Discussion in 'Vinyl Nutjob World: Turntable and Related Gear' started by Falcor, Oct 10, 2015.
Thank you. I will try 3~4 different resistor values to try.
I edited the post above for recommend values to try. If I have time, I will post measurements results with my test record for various values.
I didn't want to start a new thread for my question. I have been considering getting a turntable. If I do It will likely be a VPI Prime Scout (even though I am in love with the look of Clearaudio turntables - I trust you guys lol). This would be the 3rd most expensive component in my setup after my speakers and amp so I am taking my time in deciding whether to get into vinyl at all.
I have been scouting out to see if I would be able to find LPs of some of my favorite recordings and I am not having a ton of luck. I know I am late to the record collecting game but this is damping my enthusiasm somewhat. More importantly however is my skepticism of vinyl that is basically created from digital masters. I buy a fair share of newly released music and there is almost always an option for buying and LP + Flac download. I have read that most new records are created this way.
SO... do LPs cut from digital masters bother you guys at all - do you still find them superior to the CD or digital file from the same master when played through your favorite DAC?
I have thought about going cheaper on the table to allay some of my concerns but i think that would be a waste of money. I'm either going to do this thing or not.
I personally like to keep digital digital and analog analog. So, most of the records I buy were either pressed before ~ 1982, before the switch to digital in studios, or are contemporary presses cut from the original tapes and kept AAA (Blue Note Tone Poet releases, for example). If it was recorded digitally, to my mind, why not keep it digital? It doesn't make sense, to me, to add another layer of conversion or format change.
This means that I've discovered or re-discovered a lot of mostly older stuff via LP record. I also really enjoy the crate digging aspect.
That said, sometimes you can be hard-pressed to tell a digital cut from an AAA cut. And sometimes the LP pressing with a digital step can be the best sounding of all available pressings. Still, I figure that, if a file was involved at some point, why not keep it as a file? When I do hear the difference between a digitally sourced LP and an AAA LP, it's usually in the uppermost treble. You can hear, I believe, that sound of the top end has been cut off on the digitally sourced. But, I don't know, maybe some would hear it differently....
Finally, I think you'll hear a lot more difference between various tables, cartridges, and tonearms than between various DACs. It's a real rabbit hole, the analog stuff, but I find it really hard to get excited about DACs. Whereas turntables, to me, are just cool, tactile, fun (sometimes maddening) to experiment with and just generally more soulful. But, again, it's a rabbit hole.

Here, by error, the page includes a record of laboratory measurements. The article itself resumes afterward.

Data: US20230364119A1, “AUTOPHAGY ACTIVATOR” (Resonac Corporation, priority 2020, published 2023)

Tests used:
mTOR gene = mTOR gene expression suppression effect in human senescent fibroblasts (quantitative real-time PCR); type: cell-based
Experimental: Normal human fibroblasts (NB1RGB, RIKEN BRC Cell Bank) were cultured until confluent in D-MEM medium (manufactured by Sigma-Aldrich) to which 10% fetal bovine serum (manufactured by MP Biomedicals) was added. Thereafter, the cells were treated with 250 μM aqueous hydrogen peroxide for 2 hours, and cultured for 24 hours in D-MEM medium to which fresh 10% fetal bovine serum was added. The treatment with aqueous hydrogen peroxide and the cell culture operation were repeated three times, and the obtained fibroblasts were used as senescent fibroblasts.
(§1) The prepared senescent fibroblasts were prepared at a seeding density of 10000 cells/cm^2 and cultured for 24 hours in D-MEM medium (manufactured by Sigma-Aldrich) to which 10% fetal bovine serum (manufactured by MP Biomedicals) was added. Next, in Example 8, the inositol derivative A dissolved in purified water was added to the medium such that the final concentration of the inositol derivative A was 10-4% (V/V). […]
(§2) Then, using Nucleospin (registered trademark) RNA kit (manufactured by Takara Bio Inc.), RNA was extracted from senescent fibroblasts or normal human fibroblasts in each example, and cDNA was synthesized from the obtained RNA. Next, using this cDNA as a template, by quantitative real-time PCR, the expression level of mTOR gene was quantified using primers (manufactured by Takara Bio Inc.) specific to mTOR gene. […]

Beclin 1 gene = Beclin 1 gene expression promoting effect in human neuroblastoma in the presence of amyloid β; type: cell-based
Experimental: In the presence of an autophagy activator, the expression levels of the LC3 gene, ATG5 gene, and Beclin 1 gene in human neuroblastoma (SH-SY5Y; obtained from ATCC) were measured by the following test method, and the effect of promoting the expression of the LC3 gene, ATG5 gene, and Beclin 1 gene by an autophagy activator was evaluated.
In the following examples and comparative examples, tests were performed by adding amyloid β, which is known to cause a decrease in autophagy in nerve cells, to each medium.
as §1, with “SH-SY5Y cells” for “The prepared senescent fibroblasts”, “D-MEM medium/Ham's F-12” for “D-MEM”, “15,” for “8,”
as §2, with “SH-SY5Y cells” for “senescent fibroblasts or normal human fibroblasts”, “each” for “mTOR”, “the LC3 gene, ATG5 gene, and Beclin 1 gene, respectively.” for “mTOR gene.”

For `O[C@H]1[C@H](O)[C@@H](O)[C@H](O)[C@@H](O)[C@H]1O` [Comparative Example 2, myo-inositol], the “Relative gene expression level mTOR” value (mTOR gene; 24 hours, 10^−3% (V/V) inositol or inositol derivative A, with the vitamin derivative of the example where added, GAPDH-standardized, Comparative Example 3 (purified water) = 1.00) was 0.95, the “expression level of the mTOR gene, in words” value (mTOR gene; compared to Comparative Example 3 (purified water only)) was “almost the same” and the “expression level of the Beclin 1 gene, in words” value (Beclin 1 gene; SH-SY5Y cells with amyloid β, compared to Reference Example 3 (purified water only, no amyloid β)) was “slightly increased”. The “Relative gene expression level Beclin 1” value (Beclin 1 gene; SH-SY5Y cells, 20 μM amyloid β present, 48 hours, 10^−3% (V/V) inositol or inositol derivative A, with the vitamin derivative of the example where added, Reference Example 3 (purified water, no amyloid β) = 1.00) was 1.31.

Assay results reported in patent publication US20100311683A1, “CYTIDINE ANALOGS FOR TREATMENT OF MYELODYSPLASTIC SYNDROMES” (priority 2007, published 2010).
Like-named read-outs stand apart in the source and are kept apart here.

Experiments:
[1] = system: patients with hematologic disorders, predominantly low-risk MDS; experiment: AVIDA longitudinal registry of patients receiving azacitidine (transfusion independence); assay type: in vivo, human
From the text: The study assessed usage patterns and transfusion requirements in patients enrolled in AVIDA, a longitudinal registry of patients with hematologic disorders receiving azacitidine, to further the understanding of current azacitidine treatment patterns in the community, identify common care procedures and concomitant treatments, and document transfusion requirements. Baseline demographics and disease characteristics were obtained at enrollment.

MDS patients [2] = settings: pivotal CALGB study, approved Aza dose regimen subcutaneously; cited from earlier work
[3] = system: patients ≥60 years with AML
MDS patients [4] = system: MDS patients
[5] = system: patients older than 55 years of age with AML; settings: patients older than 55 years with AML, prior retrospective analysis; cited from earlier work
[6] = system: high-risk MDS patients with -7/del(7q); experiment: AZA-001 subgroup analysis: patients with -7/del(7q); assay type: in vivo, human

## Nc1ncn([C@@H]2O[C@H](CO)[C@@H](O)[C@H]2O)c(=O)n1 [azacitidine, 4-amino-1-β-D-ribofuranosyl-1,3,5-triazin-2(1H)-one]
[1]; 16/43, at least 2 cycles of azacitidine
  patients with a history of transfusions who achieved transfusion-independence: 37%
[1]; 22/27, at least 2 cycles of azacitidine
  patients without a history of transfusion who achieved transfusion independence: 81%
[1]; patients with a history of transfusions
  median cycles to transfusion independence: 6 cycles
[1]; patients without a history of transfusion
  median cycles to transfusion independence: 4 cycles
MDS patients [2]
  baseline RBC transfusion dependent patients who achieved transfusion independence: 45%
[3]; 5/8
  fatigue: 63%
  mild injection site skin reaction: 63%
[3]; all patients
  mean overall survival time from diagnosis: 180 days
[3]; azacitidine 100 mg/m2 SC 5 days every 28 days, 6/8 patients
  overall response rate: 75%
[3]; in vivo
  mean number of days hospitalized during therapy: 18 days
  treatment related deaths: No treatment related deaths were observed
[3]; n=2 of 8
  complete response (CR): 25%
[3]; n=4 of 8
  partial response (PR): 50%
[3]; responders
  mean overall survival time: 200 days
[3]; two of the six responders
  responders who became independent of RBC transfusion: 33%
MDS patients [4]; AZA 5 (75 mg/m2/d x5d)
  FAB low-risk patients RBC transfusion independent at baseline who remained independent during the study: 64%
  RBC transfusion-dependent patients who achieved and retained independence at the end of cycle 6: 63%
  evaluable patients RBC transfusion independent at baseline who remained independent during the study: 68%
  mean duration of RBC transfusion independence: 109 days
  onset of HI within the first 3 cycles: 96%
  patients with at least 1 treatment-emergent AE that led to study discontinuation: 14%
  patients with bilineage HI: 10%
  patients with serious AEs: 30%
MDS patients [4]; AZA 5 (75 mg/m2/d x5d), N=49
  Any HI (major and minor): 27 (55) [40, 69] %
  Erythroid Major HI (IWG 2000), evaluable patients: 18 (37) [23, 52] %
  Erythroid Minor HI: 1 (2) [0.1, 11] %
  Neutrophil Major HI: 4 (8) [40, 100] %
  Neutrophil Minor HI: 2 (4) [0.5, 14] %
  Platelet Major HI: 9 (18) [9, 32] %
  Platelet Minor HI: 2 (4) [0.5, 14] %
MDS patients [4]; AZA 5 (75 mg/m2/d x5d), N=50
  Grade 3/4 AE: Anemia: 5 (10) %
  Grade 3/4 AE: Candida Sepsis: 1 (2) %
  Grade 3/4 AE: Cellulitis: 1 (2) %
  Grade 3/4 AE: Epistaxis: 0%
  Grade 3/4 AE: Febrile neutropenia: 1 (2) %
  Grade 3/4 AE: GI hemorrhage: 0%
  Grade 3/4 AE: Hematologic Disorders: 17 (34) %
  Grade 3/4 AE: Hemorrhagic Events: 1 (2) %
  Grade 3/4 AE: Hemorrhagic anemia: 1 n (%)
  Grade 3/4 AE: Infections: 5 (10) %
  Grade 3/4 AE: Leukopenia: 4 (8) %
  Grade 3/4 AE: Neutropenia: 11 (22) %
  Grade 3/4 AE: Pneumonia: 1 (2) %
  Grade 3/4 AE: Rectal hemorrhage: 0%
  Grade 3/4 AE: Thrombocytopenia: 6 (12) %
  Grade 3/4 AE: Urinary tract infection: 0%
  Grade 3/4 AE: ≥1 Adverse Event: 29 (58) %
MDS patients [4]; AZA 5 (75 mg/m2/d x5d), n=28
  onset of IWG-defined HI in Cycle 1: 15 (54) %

I used to think I would only have AAA records, but honestly I have quite a lot of digital mastered vinyl that I prefer to listen to over the DAC.
I can't speak for the sound quality of vinyl over CDs from the same digital masters but, for what it's worth, the Dynamic Range Database frequently lists the vinyl of recent music as superior to digital formats, at least for music released by major labels, as this example shows: http://dr.loudness-war.info/album/list?artist=lana+del+rey&album=
I have a feeling you'll find a wide variety of opinions on this one. I have (or had, until lockdown) access to a great record store with a huge collection of used LPs which is great for building up a collection of old pre-digital pressings. But I also buy plenty of new LPs with digital download, and as you say those are most likely created from digital masters (and digital files).
My perspective is that LPs are nice to listen to. I do not personally find that new release LPs are better than their equivalent downloads, but purchasing the vinyl and getting the download is a happy medium for me. Some new albums clearly have a more dynamic mix on the LP, others sound like its exactly the same. If you're at all interested I wouldn't let your preference for new music turn you off. I think wbass has it right, overall.
I would suggest perhaps getting a used VPI Classic with a metal arm over the Prime Scout. People tend to take good care of their turntables. Classics fell below 2k for a while. Now they are a little above (minus good deals), but if you buy used, in the original box, and decide it’s not for you, you probably won’t lose much. Plenty come up for sale.
The only way to know if you’ll like it is to try it. Opinions are strong in both directions, but I think it’s worth it.
Vinyl is hell. Vinyl is unreasonably expensive. Vinyl is totally worth it.
Keep in mind that you don't need just a turntable and cartridge, you need a
Record cleaning system
Stylus cleaning system
Static control system
Alignment jigs and protractors
Isolation and vibration control system
Wifes understanding and agreement that toddlers may need hands amputated it they mess with your deck
Your understanding and acceptance that 80% of the vinyl available has crap